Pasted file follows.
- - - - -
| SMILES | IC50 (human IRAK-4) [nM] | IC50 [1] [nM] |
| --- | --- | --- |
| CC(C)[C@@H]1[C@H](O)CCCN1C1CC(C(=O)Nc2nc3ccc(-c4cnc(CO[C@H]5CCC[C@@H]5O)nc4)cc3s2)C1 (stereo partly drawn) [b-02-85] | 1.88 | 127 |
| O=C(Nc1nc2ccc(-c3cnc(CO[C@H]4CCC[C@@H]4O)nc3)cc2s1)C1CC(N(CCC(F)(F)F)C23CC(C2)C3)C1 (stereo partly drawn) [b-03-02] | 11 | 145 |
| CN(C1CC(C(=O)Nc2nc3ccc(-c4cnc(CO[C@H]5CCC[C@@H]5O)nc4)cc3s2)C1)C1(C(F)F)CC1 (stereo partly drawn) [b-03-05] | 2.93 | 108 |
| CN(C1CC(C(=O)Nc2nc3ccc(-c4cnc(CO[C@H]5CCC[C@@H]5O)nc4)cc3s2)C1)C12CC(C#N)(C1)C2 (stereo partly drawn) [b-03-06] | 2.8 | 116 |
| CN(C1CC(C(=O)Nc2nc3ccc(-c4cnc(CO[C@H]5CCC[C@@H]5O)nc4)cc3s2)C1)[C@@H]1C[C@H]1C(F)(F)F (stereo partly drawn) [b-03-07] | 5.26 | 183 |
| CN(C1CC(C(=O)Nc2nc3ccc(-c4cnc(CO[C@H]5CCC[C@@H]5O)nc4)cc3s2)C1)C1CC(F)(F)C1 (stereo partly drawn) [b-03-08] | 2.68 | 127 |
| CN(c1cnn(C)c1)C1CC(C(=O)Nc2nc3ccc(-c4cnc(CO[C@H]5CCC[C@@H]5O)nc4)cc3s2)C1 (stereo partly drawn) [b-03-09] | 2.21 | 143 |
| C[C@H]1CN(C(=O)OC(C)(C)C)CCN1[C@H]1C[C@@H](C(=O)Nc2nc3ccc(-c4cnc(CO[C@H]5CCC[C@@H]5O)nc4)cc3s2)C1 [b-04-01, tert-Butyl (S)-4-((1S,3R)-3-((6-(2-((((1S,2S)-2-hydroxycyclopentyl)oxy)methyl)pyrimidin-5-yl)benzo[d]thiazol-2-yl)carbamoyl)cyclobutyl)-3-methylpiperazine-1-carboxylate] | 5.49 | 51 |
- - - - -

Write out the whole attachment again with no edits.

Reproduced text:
| SMILES | IC50 (human IRAK-4) [nM] | IC50 [1] [nM] |
| --- | --- | --- |
| CC(C)[C@@H]1[C@H](O)CCCN1C1CC(C(=O)Nc2nc3ccc(-c4cnc(CO[C@H]5CCC[C@@H]5O)nc4)cc3s2)C1 (stereo partly drawn) [b-02-85] | 1.88 | 127 |
| O=C(Nc1nc2ccc(-c3cnc(CO[C@H]4CCC[C@@H]4O)nc3)cc2s1)C1CC(N(CCC(F)(F)F)C23CC(C2)C3)C1 (stereo partly drawn) [b-03-02] | 11 | 145 |
| CN(C1CC(C(=O)Nc2nc3ccc(-c4cnc(CO[C@H]5CCC[C@@H]5O)nc4)cc3s2)C1)C1(C(F)F)CC1 (stereo partly drawn) [b-03-05] | 2.93 | 108 |
| CN(C1CC(C(=O)Nc2nc3ccc(-c4cnc(CO[C@H]5CCC[C@@H]5O)nc4)cc3s2)C1)C12CC(C#N)(C1)C2 (stereo partly drawn) [b-03-06] | 2.8 | 116 |
| CN(C1CC(C(=O)Nc2nc3ccc(-c4cnc(CO[C@H]5CCC[C@@H]5O)nc4)cc3s2)C1)[C@@H]1C[C@H]1C(F)(F)F (stereo partly drawn) [b-03-07] | 5.26 | 183 |
| CN(C1CC(C(=O)Nc2nc3ccc(-c4cnc(CO[C@H]5CCC[C@@H]5O)nc4)cc3s2)C1)C1CC(F)(F)C1 (stereo partly drawn) [b-03-08] | 2.68 | 127 |
| CN(c1cnn(C)c1)C1CC(C(=O)Nc2nc3ccc(-c4cnc(CO[C@H]5CCC[C@@H]5O)nc4)cc3s2)C1 (stereo partly drawn) [b-03-09] | 2.21 | 143 |
| C[C@H]1CN(C(=O)OC(C)(C)C)CCN1[C@H]1C[C@@H](C(=O)Nc2nc3ccc(-c4cnc(CO[C@H]5CCC[C@@H]5O)nc4)cc3s2)C1 [b-04-01, tert-Butyl (S)-4-((1S,3R)-3-((6-(2-((((1S,2S)-2-hydroxycyclopentyl)oxy)methyl)pyrimidin-5-yl)benzo[d]thiazol-2-yl)carbamoyl)cyclobutyl)-3-methylpiperazine-1-carboxylate] | 5.49 | 51 |